Compost… A recipe for regeneration
This year’s theme for the International Compost Awareness Week is “Recipe for Regeneration: Compost”. If you are asking yourself what that means, let me explain. The word “Regeneration” refers to a new trend in agriculture and landscaping which is actually a return to an ancient way of farming that goes back to the way our indigenous people farmed for thousands of years.
The Natural Resources Conservation Service – USDA define it as:
Farming, ranching and landscaping in harmony with nature. Practitioners take a broader view of their role in the world, especially in terms of soil and nutrient cycles. They recognize that working landscapes provide not just products but also ecosystem services like carbon sinks, water recharge, and evolutionary potential.
Farmers, ranchers and landscapers focused on regenerative agriculture understand that success goes beyond yield or visual aesthetics. It includes things like joy and happiness, watching how the land regenerates and flourishes, the money saved from not purchasing chemical inputs, the debt avoided by repurposing recycled organics like compost and equipment, and the relationships built with community members. Below are some of the principles they utilize to achieve these goals.
Nurture Relationships Within and Across Ecosystems
Regenerative practitioners foster and protect relationships—between people, lands, waterbodies, livestock, wildlife, and even microbial life in soil.
Prioritize Soil Health
While the techniques for caring for the soil vary with the context of each farm or landscape, generally, regenerative growers limit mechanical soil disturbance. Instead, they feed and preserve the biological structures that bacteria, fungi, and other soil microbes build underground—which provide above-ground benefits in return.
The feedstock that supports soil microbial life is Compost and Soil Organic Matter (SOM) often applied as mulches. Think of soil organisms as your underground “livestock” that need to be fed and nurtured just like all above-ground livestock that we depend on for our food.
Understanding the Ecological Benefits of Improved Soil Health
- Improvements soil health and fertility through compost utilization are the foundation of healthy water, nutrient and carbon cycling – as evidenced by healthier and more disease resistant plants, increased yields, improved soil health test results, and vibrant microbial communities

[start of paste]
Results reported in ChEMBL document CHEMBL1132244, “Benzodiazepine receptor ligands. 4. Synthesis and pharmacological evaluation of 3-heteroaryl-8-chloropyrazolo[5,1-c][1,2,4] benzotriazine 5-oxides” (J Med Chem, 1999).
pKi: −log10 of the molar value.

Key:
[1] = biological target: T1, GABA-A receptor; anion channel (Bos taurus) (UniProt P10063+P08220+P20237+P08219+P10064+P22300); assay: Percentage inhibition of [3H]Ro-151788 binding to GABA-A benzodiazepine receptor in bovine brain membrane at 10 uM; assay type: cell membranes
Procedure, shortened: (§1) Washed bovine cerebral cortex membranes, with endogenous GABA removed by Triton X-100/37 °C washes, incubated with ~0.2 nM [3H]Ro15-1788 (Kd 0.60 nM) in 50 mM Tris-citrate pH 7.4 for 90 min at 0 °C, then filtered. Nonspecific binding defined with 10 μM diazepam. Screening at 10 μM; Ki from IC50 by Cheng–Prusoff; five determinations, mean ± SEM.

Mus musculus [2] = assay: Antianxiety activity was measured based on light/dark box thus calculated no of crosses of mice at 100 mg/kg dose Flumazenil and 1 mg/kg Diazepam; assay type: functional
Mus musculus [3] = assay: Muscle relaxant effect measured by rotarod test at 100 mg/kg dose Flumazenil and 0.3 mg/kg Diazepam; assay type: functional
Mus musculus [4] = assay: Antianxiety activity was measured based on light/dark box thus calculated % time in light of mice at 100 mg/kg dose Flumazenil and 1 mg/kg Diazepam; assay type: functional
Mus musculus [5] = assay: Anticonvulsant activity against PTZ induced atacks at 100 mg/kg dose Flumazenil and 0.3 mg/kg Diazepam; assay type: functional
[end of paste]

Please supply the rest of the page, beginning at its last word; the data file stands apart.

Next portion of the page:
- Biodiversity on land, in the air, and in the water originate from improved biodiversity of soil resulting in richer plant, bird, and insect populations
- Reduced Soil Erosion and Loss of Valuable Topsoil
- Reductions in water pollution—including harmful algal blooms from fewer chemical inputs
- Improvements in water-holding capacity of the soil
Soil Health Mitigates Climate Change Impacts
Soil is one of the earth’s greatest carbon sinks, thanks to photosynthesis and the application of compost and mulches and their impact on soil microbes. With proper care (e.g. cover cropping and compost applications), soil can draw down carbon dioxide and methane equivalent greenhouse gasses thereby mitigating the impacts of climate change.
Protect and Restore Natural Ecosystems
Land management efforts that complement regenerative practices help preserve natural carbon sinks along with wildlife habitat and biodiversity. Compost has been shown to be one of the most important tools for managing the health of our watersheds.
So this week and throughout the year, spread the word on the value and importance of Compost in “regenerating” the health of our environment and ourselves.
For more information on International Compost Awareness Week and what you can do to make a difference, check out the Compost Research and Education Foundation website.